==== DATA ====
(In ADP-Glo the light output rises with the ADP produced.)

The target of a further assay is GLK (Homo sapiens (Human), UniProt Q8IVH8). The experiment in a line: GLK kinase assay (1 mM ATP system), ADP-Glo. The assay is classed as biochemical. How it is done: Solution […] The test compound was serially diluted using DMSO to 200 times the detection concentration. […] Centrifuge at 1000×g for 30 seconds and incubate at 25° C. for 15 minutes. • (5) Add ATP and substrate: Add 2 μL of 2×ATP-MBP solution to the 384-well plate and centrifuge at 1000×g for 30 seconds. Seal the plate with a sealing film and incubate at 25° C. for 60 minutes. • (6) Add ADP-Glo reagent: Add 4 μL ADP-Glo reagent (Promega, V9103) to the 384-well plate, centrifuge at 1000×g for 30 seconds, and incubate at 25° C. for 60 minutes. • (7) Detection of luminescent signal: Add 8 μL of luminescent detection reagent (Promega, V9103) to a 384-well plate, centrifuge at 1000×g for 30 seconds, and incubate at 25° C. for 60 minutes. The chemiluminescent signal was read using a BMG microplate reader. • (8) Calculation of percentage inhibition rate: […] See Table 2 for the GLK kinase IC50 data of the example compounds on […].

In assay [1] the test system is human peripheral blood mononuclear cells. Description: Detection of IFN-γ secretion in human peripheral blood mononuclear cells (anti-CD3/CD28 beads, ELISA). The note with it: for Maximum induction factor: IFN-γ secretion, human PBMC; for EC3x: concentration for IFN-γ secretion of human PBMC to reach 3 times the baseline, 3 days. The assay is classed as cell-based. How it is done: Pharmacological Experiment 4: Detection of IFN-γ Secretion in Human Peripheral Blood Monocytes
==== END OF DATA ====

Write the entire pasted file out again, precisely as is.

(In ADP-Glo the light output rises with the ADP produced.)

The target of a further assay is GLK (Homo sapiens (Human), UniProt Q8IVH8). The experiment in a line: GLK kinase assay (1 mM ATP system), ADP-Glo. The assay is classed as biochemical. How it is done: Solution […] The test compound was serially diluted using DMSO to 200 times the detection concentration. […] Centrifuge at 1000×g for 30 seconds and incubate at 25° C. for 15 minutes. • (5) Add ATP and substrate: Add 2 μL of 2×ATP-MBP solution to the 384-well plate and centrifuge at 1000×g for 30 seconds. Seal the plate with a sealing film and incubate at 25° C. for 60 minutes. • (6) Add ADP-Glo reagent: Add 4 μL ADP-Glo reagent (Promega, V9103) to the 384-well plate, centrifuge at 1000×g for 30 seconds, and incubate at 25° C. for 60 minutes. • (7) Detection of luminescent signal: Add 8 μL of luminescent detection reagent (Promega, V9103) to a 384-well plate, centrifuge at 1000×g for 30 seconds, and incubate at 25° C. for 60 minutes. The chemiluminescent signal was read using a BMG microplate reader. • (8) Calculation of percentage inhibition rate: […] See Table 2 for the GLK kinase IC50 data of the example compounds on […].

In assay [1] the test system is human peripheral blood mononuclear cells. Description: Detection of IFN-γ secretion in human peripheral blood mononuclear cells (anti-CD3/CD28 beads, ELISA). The note with it: for Maximum induction factor: IFN-γ secretion, human PBMC; for EC3x: concentration for IFN-γ secretion of human PBMC to reach 3 times the baseline, 3 days. The assay is classed as cell-based. How it is done: Pharmacological Experiment 4: Detection of IFN-γ Secretion in Human Peripheral Blood Monocytes